Telephone: 919/733-7015

The Cumberland County Clean Community Committee was assisted on the local level by the Cumberland County Clean Community Committee Recycling Committee. Membership shown below:

RECYCLING COMMITTEE

Michael Green, Cohen & Green Salvage Company, Chairman

Dan Stryk, Kelly Springfield Tire Company

Bill Crowell, Crowell Construction Company

Jimmie Jones, Fayetteville City Council

Clark Dill, Fayetteville City Sanitation Department

Larry Carter, Cumberland County Landfill

Gene Haas, Haas Landscaping Company

Bob Stanger, Cumberland County Joint Planning Board

Ethel Teague, Cumberland County Sheltered Workshop

Bob Bennett, Fayetteville Engineering Division

William Cain, Defense Property Disposal Office, Fort Bragg, North Carolina

Page Renfrow, Fayetteville City Sanitation Department

John Bittle, Cumberland County Landfill

Naoma Ellison, Chairman, Cumberland County Clean Community Committee (ex officio)

Sharon Valentine, Coordinator, Cumberland County Clean Community Committee (ex officio)

Wanda Jones, Assistant Coordinator, Cumberland County Clean community Committee (ex officio)

TABLE OF CONTENTS

I.

Executive Summary

I. Executive Summary . . . . 1 .

.

.

.

.

1. .

.. 1

. 1 .

11.

Background on Project

11. Background on Project . 4 .

.

4. .

.. 4

. 4 .

111.

Overview of Discarded Tire Problem . 7

IV.

Recommended Development Plan Outline . 12

APPENDICES

A. County and City Populations in

 

the 100- to 150-Mile Supply

Area

 

.

.

.

14

B.

Characteristics of Tires:

 

Composition and Chemistry

 

18

C. An Overview of the Tire Recycling Process

D. End-Use Options and Market Assessment

.

.

.

.

.

.

C. An Overview of the Tire Recycling Process D. End-Use Options and Market Assessment . .

.

.

.

.

20

542 0 . .

.

.

E.

Potential Uses for Discarded Tires

.

.

 

70

 

i

F.

The Intenco Model

 
F. The Intenco Model   . 104 I

.

104I

104 I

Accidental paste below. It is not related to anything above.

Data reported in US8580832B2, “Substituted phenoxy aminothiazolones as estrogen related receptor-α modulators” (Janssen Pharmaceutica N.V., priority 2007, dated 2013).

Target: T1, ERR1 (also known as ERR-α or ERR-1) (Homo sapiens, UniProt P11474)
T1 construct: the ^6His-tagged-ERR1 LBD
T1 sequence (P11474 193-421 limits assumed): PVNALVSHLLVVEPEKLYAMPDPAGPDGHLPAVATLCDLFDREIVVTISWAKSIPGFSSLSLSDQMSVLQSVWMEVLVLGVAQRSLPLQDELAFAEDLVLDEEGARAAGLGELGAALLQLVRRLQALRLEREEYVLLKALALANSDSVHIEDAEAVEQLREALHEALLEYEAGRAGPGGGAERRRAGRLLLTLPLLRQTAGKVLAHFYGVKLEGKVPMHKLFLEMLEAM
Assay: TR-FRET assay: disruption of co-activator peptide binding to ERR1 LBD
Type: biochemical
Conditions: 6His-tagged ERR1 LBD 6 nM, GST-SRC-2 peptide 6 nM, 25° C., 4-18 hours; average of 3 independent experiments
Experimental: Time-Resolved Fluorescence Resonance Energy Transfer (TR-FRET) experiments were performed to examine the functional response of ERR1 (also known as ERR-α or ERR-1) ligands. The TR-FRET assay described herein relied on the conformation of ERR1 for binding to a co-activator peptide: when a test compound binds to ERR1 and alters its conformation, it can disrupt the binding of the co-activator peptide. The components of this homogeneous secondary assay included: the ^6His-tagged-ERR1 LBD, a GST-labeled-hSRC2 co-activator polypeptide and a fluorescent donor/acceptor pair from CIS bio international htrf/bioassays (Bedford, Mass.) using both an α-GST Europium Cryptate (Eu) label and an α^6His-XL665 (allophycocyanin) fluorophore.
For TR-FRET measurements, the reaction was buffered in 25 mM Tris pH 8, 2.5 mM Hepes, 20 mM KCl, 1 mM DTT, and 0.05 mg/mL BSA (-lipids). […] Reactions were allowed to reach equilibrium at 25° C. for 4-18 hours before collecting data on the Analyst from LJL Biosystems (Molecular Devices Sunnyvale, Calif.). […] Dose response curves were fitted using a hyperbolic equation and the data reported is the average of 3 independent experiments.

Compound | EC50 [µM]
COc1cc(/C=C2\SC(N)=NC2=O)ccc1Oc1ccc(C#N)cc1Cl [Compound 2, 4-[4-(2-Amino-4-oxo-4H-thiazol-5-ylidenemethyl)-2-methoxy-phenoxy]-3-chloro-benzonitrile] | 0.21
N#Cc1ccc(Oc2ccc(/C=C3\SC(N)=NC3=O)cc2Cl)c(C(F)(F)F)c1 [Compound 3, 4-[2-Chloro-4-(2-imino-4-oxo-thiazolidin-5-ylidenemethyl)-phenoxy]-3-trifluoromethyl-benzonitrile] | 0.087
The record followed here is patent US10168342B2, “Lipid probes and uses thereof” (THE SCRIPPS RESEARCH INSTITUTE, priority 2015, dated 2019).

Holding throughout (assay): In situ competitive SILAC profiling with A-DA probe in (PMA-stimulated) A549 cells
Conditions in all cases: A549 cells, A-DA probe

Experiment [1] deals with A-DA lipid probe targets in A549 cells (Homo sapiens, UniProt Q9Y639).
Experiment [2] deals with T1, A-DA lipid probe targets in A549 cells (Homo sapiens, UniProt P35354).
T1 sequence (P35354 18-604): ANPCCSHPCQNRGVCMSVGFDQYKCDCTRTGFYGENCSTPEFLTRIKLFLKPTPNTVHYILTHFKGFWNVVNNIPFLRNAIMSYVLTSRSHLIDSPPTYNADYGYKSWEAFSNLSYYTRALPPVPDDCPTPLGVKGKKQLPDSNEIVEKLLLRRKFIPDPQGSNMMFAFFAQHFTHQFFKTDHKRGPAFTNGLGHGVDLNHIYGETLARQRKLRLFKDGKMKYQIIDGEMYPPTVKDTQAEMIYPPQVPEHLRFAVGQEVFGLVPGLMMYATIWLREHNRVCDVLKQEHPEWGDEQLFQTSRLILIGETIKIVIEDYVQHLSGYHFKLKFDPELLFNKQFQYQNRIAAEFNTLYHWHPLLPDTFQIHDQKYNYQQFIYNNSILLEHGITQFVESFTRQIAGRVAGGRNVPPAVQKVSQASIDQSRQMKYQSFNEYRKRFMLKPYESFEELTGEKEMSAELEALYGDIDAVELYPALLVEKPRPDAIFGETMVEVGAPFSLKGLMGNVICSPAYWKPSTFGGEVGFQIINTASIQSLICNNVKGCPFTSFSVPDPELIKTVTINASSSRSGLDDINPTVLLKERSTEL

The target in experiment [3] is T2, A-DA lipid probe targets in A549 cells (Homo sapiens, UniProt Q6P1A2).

104 I

I

G.

Citations and Bibliography

 

.

.

.

..

.

I06

H.

Contact List

.

.

.

.

.

.

.

.

.

.

109.

109 .

.

'I.

EXECUTIVE SUMMARY

The Cumberland County supply region generates approximately 58,000 tons of scrap tires each year, equivalent to 45,000 tons of rubber after processing. Approximately 8,000 tons per year are in concentrated locations and can be easily collected. The costs of collection for the remainder vary significantly. An estimated 20 percent will be skimmed by the used- and retread-tire industry. Approximately 80 percent of the remainder, or 37,000 tons per

year, is available for processing. Given current markets, economically feasible processes (ambient technology) can reprocess

tons into a

this supply

approximately 65 to 75 percent of

the

37,000

marketable

product.

A

processing

plant

sized

for

would process 120 tons per standards.

day,

a

viable

plant

by

industry

The

end

uses

for

whole

tires constitute

a

negligible

market,

aside from the retreader market. Crumbed rubber is the major

market

there are potentially large opportunities in

intermediate product

development

from

scrap tires.

Given

crumb

rubber

efforts,

North Carolina.

The three

major

potential

markets

fuel,

facturing rubber products.

as an additive for asphalt,

and

for

as

a

crumb

rubber

raw material

are

for

as

a

manu-

Assuming

a one-percent,

by

weight,

addition of

rubber

to

all

resurfaced and new roads, the maximum annual demand . for crumb

rubber

tons.

fuel is about 70,000 tons per year, assuming a 10 percent rubber chip mix with hog fuel in 100 percent of the hog-fueled boilers in

in North Carolina for crumb rubber as a

as an

additive

for

asphalt

in North Carolina 'is 52,000

The total

demand

the

state.

clippings that

(Hog

is

fuel

chipped

is

a

with

a

mixture

of

waste

wood

and

yard

flHogll grinder.)

(See Appendix E.)

The

demand

for

crumb

rubber

firm

products

is

in the

region.

as

rubber

as

a

raw

material

yet

undetermined,

pending

for

the

manufacturing

location

of

a

Crumb rubber is marginally economical for the first two

applications under current conditions. Production costs for crumb

as fuel are about 2 cents per pound, while the competitive

rubber

price is 2 to 3 cents per pound. A significant penetration into

this market is possible if scrap rubber processors can take advantage of favorable tax credits.